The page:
A World of Speculation

A black man and a black woman stand on a street corner in inner but not Downtown Portland. She is talking with animated, but not wild gestures. (This is where her racial background is relevant; blacks tend to use bigger gestures than people of, for example, northern European descent.)

I had the length of the stoplight to ask, Is she angry? At the man she’s talking to? What’s their relationship? What’s his reaction?

By the time I got my last glimpse, I had concluded that she was talking about something that angered her at the time, but now was an entertaining story. She had a residue of anger, but it was not directed at the man she was talking to. She knew the man, but he was a neighbor, a co-worker whom she had happened to run into, not a husband, brother, anything close like that. The man was enjoying the story.

But because I had been reading How to Read a Person Like a Book, I could take a little extra time and ask what I was basing the conclusions on.

First, the relationship. They stood at a 45-degree angle to each other, “open” to others joining the conversation, and their foreheads were not tense. The man had his ear turned attentively to the woman, and he was smiling slightly.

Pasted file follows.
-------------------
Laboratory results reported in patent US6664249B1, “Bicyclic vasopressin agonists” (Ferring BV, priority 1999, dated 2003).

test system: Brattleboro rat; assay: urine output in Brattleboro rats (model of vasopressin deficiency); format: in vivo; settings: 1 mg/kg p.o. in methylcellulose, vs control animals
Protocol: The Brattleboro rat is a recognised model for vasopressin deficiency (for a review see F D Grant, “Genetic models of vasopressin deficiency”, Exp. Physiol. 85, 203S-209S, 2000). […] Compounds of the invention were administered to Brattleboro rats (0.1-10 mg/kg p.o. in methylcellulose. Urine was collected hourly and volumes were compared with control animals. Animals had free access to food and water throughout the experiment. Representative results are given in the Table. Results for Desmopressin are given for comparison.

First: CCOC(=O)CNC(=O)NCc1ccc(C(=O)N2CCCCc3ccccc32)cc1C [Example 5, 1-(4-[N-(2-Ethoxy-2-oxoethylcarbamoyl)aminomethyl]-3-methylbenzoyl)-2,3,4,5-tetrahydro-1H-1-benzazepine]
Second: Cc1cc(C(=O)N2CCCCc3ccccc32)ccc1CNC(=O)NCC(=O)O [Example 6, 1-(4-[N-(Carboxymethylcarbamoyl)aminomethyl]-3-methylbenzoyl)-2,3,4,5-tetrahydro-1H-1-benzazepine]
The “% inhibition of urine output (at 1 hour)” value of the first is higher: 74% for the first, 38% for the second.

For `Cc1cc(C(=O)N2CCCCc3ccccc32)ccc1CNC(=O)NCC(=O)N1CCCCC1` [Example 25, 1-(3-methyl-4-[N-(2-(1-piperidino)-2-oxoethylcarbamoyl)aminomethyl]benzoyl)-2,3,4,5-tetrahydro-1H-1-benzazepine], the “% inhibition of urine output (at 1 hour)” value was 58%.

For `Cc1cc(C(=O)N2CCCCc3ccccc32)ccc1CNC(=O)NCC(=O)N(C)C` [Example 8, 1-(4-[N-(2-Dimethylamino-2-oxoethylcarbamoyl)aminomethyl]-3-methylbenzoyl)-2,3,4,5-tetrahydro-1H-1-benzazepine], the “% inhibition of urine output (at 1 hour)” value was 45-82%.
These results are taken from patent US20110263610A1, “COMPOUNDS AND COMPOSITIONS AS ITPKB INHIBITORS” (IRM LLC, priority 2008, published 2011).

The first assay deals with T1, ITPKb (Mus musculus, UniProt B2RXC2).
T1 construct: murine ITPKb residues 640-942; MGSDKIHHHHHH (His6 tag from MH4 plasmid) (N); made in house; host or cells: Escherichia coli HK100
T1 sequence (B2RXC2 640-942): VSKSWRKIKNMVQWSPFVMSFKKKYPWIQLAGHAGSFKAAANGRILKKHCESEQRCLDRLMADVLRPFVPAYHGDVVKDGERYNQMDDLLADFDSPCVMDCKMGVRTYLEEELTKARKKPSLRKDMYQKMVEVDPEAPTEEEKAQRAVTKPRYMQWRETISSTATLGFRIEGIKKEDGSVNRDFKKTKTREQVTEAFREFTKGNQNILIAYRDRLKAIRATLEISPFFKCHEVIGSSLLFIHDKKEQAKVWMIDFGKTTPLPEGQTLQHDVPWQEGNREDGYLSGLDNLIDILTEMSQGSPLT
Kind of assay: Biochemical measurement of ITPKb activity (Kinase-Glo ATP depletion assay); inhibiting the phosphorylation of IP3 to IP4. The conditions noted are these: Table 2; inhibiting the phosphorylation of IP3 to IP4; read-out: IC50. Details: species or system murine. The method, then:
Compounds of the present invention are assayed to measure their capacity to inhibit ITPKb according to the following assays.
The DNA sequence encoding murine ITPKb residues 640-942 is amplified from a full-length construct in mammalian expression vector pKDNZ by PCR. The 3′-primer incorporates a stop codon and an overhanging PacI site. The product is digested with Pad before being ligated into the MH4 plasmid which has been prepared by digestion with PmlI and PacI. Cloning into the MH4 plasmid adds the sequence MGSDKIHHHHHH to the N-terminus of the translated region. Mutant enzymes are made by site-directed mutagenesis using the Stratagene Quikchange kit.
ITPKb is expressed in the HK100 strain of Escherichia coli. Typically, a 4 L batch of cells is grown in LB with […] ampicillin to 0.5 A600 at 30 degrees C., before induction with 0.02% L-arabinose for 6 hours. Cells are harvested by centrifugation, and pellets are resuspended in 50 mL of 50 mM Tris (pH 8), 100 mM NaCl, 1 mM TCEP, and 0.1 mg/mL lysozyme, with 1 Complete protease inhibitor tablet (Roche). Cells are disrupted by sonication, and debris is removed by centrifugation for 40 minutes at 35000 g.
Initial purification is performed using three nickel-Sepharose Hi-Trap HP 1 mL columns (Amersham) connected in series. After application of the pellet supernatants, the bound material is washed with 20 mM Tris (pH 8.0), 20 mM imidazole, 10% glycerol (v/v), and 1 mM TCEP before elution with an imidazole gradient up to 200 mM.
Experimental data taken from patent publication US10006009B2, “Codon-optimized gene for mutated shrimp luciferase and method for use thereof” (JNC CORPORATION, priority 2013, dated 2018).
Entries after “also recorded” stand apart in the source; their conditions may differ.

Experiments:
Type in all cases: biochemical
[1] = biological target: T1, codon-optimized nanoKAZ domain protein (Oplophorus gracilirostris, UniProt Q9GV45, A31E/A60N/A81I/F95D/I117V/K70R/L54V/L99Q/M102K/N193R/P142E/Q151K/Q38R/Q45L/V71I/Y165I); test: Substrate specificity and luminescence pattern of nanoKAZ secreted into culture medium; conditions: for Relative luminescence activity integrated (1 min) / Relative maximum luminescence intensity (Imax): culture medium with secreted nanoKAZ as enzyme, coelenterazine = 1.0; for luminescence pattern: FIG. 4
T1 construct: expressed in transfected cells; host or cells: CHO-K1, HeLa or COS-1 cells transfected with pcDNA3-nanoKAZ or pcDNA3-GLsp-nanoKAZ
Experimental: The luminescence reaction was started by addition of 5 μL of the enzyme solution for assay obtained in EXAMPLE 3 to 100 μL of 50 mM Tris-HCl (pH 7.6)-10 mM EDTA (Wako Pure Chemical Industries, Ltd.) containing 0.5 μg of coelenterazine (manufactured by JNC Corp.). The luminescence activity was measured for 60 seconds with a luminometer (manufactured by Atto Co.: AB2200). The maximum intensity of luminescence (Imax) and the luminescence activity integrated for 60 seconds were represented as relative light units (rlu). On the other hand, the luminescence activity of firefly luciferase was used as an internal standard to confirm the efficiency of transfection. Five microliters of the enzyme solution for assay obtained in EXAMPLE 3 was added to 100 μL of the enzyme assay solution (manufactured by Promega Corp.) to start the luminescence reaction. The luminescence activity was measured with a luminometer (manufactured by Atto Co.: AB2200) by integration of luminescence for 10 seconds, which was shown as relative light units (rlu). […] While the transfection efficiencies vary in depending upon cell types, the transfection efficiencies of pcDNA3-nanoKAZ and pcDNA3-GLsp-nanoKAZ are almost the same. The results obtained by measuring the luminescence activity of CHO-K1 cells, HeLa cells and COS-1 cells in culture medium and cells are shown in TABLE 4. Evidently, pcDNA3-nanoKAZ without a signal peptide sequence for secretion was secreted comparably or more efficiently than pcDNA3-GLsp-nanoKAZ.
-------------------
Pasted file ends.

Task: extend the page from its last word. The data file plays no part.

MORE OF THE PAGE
The anger was in the gestures, forceful, chopping motions, not arm-waving. Movements that if she had been angry at the man would have had her poking him in the chest. But she deflected them downward at the last instant. The object of her anger was absent.

Reading body language is for me at the core of people watching, and for a writer it can be an asset in characterization. If the author wants a character to reveal something without saying it, he can say it in movement. It’s all part of “show, don’t tell,” and if, for example, a the writer wants to reveal that a child is afraid of her mother, she can flinch when another woman reaches out to stroke her hair. She can tend to stay to the side and behind adults.

Attraction, revulsion, desire, skepticism, boredom. We’re always talking, even when we don’t say anything. And we’re always reading, if we pay attention, even if we haven’t made use of a book to verbalize results.

Just for fun, check out a couple of paintings, Breaking Home Ties and Nighthawks and ask the questions: Who are they? Where are they coming from and where are they going? What is their relationship? How do they feel? And how do you know what you know?

And then at the mall or on the street corner, the game continues, and characters say more than they ever could in words.

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